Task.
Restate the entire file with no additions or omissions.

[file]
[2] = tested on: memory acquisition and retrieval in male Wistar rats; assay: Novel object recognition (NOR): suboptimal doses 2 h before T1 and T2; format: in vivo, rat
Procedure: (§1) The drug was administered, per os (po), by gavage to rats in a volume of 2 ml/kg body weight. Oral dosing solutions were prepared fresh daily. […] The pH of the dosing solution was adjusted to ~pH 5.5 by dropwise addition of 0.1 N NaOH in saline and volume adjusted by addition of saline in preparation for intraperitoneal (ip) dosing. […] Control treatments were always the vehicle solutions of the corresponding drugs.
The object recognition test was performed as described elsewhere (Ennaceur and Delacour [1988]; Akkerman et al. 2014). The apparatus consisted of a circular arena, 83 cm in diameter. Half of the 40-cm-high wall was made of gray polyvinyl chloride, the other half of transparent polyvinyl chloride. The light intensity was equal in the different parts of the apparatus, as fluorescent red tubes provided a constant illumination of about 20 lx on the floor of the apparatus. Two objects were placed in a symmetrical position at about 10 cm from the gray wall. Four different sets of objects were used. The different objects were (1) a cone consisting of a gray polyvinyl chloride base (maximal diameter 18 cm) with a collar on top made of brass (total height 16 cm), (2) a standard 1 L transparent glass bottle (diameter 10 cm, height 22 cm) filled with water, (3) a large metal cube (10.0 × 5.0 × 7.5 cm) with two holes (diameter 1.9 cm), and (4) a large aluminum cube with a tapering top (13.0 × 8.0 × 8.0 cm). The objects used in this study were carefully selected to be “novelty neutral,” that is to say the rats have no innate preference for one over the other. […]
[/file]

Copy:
[2] = tested on: memory acquisition and retrieval in male Wistar rats; assay: Novel object recognition (NOR): suboptimal doses 2 h before T1 and T2; format: in vivo, rat
Procedure: (§1) The drug was administered, per os (po), by gavage to rats in a volume of 2 ml/kg body weight. Oral dosing solutions were prepared fresh daily. […] The pH of the dosing solution was adjusted to ~pH 5.5 by dropwise addition of 0.1 N NaOH in saline and volume adjusted by addition of saline in preparation for intraperitoneal (ip) dosing. […] Control treatments were always the vehicle solutions of the corresponding drugs.
The object recognition test was performed as described elsewhere (Ennaceur and Delacour [1988]; Akkerman et al. 2014). The apparatus consisted of a circular arena, 83 cm in diameter. Half of the 40-cm-high wall was made of gray polyvinyl chloride, the other half of transparent polyvinyl chloride. The light intensity was equal in the different parts of the apparatus, as fluorescent red tubes provided a constant illumination of about 20 lx on the floor of the apparatus. Two objects were placed in a symmetrical position at about 10 cm from the gray wall. Four different sets of objects were used. The different objects were (1) a cone consisting of a gray polyvinyl chloride base (maximal diameter 18 cm) with a collar on top made of brass (total height 16 cm), (2) a standard 1 L transparent glass bottle (diameter 10 cm, height 22 cm) filled with water, (3) a large metal cube (10.0 × 5.0 × 7.5 cm) with two holes (diameter 1.9 cm), and (4) a large aluminum cube with a tapering top (13.0 × 8.0 × 8.0 cm). The objects used in this study were carefully selected to be “novelty neutral,” that is to say the rats have no innate preference for one over the other. […]